Gary Bennett said repeatedly how important the second goal was to us (‘come on,’ he said before one corner, ‘score from one of these set pieces!’… the cushion never arrived, there was clearly an occasional threat to McClaughlin’s clean sheet, a Bradford-style goal-line incident and a lot of necessarily solid defending. And won. Not the most convincing of victories, but Sunderland stepped three points closer towards promotion. Sixer’s seven-word verdict – on which he will doubtless build for his full report – salute the massive contribution of the scorer, a man we desperately want to hang on to …
New Year’s day is part of a great English football tradition. Games are played on January 1 just as they take place on Boxing Day, so much better than the wimpish French trêve (it also means truce but here denotes a widwinter sporting break).
And Sunderland, accompanied by 7-8,000 supporters, are at Blackpool. A special Who are You?, to be published on Sunday afternoon, will combine answers from the Lancashire club’s mascot, the Bloomfield Bear, and another look at the smashing interview gven to us a few years ago by the Blackpool and BBC legend Jimmy Armfield, who died in January 2018.
Monsieur Salut writes: which of the Newcombes, father Gary or son Kieran, a) appears in the photo and b) answered our questions? Not sure about the photo but we can take it Gary answered the questions since the responses suggest a longer stint as a Blackpool fan than that of his lad. Kieran’s lips are sealed beyond saying ‘they’re the bear’s answers’ so here, before the exceptional treat of another look at replies the late Jimmy Armfield once gave us, is the Bloomfield Bear, complete with a succinct reference to the afternoon at Wembley that brought a fairytale season back in the top flight after 40 years, if one with no happy ending.
And then he can work out how to entertain home fans PLUS 8,000 Sunderland supporters on New Year’s day …
UPDATE: we saw the poll had grown, improbably, to 11,000+ votes with Coventry way out in front on 26 per cent. Couldn’t blame Jimmy Hill this time but something was clearly up. For the culprits, go to the Coventry site Sky Blues Talk … but don’t get too cross as our lot would gladly have done the same to them. The poll, unsurprisingly, is suspended …
After Colin reposted our “who’s going up?” poll (on the left, below) in one of the Question and Answer sessions with our owners there was brief flurry of voting, as you might have expected given the number of visitors we had. And then things slowed down until, by the weekend, things were at a trickle, although votes were and are still coming in. Again, this was to be expected as the eyes of the football world were on Russia, where eight or nine ex-Sunderland players were taking part in the World’s most prestigious competition outside the Third Division. We now have over 800 votes cast, which is enough to be going on with, although Colin in his gut feeling poll, had almost as many when only one vote was allowed per person.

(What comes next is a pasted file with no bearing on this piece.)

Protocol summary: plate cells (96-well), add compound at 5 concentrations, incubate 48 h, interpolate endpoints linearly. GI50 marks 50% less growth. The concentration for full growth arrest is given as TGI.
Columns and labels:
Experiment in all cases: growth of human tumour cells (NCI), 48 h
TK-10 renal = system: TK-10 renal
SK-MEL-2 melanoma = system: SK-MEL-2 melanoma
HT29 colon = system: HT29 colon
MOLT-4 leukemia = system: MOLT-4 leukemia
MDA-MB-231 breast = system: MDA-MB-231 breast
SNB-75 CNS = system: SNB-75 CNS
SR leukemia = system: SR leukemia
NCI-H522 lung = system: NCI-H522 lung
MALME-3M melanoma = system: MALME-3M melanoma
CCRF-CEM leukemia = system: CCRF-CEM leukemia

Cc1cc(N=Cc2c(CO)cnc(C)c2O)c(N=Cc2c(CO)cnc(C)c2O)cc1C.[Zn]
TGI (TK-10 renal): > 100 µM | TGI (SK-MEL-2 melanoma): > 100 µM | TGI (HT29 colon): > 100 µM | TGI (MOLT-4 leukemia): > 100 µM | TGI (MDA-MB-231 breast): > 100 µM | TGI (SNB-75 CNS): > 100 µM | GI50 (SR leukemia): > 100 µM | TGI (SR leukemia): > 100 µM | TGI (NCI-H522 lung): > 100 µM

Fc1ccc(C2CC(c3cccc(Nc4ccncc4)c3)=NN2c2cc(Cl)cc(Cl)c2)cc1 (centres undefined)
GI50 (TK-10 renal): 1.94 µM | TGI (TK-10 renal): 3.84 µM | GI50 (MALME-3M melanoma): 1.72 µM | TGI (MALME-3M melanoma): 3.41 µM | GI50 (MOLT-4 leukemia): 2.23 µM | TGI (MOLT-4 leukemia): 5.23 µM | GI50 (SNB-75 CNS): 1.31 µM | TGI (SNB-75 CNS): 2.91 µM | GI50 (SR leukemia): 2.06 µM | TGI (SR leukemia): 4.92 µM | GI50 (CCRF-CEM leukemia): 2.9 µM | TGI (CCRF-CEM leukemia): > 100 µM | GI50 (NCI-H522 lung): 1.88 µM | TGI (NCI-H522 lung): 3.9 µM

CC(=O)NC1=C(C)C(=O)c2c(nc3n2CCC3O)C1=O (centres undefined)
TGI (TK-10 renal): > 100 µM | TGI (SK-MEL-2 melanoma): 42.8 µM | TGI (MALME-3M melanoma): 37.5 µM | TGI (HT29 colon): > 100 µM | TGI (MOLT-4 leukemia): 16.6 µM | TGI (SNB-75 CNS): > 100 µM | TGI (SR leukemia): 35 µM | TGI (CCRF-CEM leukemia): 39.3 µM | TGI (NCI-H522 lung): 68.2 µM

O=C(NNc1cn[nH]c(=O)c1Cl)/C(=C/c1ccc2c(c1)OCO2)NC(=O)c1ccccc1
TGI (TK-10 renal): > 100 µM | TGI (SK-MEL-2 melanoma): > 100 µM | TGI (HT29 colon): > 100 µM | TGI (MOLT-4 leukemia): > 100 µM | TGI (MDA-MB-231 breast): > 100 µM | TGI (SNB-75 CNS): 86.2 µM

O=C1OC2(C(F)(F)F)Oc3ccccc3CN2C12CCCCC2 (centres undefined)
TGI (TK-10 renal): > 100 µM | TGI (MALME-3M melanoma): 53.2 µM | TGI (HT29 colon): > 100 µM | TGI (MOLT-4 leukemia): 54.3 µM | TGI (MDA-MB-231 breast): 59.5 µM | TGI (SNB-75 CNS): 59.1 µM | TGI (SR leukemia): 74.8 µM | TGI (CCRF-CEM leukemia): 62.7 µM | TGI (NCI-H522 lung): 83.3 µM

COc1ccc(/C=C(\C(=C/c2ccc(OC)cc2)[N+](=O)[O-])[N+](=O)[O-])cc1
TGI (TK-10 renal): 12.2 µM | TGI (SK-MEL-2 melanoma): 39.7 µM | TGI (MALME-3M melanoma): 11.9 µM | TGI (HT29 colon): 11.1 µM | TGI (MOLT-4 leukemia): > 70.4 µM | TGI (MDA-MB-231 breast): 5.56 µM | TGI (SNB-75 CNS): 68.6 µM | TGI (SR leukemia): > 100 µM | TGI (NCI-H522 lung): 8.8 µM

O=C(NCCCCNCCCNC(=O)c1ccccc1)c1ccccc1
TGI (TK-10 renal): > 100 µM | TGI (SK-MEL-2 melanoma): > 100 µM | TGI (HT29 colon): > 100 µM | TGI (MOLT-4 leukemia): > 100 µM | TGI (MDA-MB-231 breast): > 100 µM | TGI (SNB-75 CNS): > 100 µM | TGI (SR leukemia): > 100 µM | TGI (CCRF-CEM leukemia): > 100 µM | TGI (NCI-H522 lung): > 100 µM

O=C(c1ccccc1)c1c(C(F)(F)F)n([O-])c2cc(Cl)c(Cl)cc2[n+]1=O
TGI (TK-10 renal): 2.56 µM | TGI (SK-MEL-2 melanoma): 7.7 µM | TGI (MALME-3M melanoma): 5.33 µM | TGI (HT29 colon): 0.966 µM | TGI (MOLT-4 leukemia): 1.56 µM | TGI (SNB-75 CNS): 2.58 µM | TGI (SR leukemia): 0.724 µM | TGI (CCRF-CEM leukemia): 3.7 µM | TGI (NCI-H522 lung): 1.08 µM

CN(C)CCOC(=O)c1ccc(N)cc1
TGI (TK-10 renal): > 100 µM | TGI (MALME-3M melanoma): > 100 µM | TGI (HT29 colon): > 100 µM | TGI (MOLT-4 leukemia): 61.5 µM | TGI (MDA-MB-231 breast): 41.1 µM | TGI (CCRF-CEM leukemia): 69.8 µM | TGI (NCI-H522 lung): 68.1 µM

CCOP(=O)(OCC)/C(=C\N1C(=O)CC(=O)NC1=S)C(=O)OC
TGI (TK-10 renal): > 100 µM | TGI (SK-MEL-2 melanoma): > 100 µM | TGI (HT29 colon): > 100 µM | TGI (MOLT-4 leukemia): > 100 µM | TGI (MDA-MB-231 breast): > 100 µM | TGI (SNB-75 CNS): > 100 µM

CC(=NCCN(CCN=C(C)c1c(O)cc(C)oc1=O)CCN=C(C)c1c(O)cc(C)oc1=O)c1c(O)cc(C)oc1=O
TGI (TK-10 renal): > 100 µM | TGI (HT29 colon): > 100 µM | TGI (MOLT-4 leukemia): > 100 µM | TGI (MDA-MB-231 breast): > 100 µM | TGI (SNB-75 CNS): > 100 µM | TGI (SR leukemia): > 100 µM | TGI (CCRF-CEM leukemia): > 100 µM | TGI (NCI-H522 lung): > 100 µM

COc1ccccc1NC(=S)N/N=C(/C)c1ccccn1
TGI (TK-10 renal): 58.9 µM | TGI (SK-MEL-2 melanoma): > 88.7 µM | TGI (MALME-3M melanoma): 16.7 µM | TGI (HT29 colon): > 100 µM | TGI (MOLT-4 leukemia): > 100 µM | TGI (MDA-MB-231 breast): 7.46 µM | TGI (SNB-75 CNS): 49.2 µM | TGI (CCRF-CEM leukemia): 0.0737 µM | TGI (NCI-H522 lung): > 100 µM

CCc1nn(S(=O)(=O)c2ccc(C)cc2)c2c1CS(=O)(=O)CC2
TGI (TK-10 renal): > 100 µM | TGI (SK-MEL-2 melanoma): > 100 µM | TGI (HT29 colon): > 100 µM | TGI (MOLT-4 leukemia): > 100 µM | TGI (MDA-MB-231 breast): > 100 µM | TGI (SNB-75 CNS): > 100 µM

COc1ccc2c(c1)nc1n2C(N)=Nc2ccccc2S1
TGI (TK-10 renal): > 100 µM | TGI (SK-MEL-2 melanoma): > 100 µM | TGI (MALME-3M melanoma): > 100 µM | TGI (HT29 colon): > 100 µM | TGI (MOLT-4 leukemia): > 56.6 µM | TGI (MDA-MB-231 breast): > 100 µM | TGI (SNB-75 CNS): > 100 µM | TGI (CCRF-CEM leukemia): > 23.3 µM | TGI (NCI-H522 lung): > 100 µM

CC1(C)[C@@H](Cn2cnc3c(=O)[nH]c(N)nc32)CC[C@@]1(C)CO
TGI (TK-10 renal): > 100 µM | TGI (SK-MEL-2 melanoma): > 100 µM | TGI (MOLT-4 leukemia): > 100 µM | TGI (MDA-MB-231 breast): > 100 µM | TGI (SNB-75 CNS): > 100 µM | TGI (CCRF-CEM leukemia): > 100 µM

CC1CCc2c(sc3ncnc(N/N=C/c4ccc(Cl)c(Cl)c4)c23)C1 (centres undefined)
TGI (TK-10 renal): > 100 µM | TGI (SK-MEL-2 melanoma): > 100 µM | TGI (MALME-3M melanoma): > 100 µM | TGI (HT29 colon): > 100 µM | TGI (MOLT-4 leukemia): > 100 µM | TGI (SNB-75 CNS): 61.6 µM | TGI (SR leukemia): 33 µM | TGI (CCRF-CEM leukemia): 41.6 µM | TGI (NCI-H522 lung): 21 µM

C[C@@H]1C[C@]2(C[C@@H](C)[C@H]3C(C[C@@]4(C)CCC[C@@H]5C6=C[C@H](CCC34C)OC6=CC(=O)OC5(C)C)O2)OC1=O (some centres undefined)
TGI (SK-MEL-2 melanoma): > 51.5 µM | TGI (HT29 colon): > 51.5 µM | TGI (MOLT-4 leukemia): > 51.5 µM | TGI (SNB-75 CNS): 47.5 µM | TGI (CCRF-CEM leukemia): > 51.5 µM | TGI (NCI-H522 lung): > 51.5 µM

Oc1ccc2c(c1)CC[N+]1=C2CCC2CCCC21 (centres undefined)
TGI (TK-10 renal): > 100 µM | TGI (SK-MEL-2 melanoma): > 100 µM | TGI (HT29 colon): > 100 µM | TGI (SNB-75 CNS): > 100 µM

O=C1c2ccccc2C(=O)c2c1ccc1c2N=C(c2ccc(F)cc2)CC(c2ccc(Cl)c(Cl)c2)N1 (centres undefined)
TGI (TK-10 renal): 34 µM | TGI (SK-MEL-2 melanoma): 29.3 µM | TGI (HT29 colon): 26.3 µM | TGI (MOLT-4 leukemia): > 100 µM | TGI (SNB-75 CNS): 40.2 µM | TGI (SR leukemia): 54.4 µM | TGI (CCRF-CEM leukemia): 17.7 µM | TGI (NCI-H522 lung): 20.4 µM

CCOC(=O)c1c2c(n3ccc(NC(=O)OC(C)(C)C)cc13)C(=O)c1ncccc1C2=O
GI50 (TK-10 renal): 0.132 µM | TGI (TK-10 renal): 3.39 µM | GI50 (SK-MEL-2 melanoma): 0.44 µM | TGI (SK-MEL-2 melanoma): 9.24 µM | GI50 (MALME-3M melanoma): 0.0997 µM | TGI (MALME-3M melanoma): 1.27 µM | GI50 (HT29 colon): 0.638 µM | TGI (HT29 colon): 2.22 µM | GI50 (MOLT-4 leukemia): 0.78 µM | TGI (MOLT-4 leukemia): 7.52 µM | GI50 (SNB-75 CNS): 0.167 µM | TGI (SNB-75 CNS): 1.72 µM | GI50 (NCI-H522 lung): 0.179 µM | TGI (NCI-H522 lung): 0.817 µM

When I first put this poll up, a mere week ago, I wrote
“this is predominantly a Sunderland site and we aren’t claiming results are totally unbiased… …Nevertheless, I think it’s fair to say that SAFC fans have not been blindly optimistic.”
After only a week I would not able to add a lot to this statement, were it not for two things. The first is that the poll was tagged to promote it to all League One fans for over 24 hours before it was promoted on our facebook page and then on Colin’s subsequent posts on this site. This gave us a small (very small, as it happens) hint of what the whole of the League One fanbase might think. The second was that Colin’s own poll closed, with some findings we can bring to bear on this one.
And so we have it: the fixtures are out. You’ll be getting your fill of dates, and conjecture from all over, no doubt, and enjoying the pre-season buzz of anticipation that it brings.
But when you’re tucked up under the sheets, reading Charles Buchan’s “Football Monthly” with a torch and reality bites, do you think you’ll win League One?
Or even get promoted?
If you do, please let us know. If you don’t, let us know who you think will make the grade.
Monsieur Salut adds some belated lines in homage to Jimmy Armfield – footballer, manager, sports reporter, NUJ member, broadcaster, church organ player, absolute gent …
The two news items seemed unseemly if read one after the other. Sanchez moved from Arsenal to Man Utd on a new weekly pay rate of hundreds of thousands. And word reached us of the death of Jimmy Armfield, whose biggest pay packet was £70 a week, as he told Salut! Sunderland back in 2011 (see the interview here).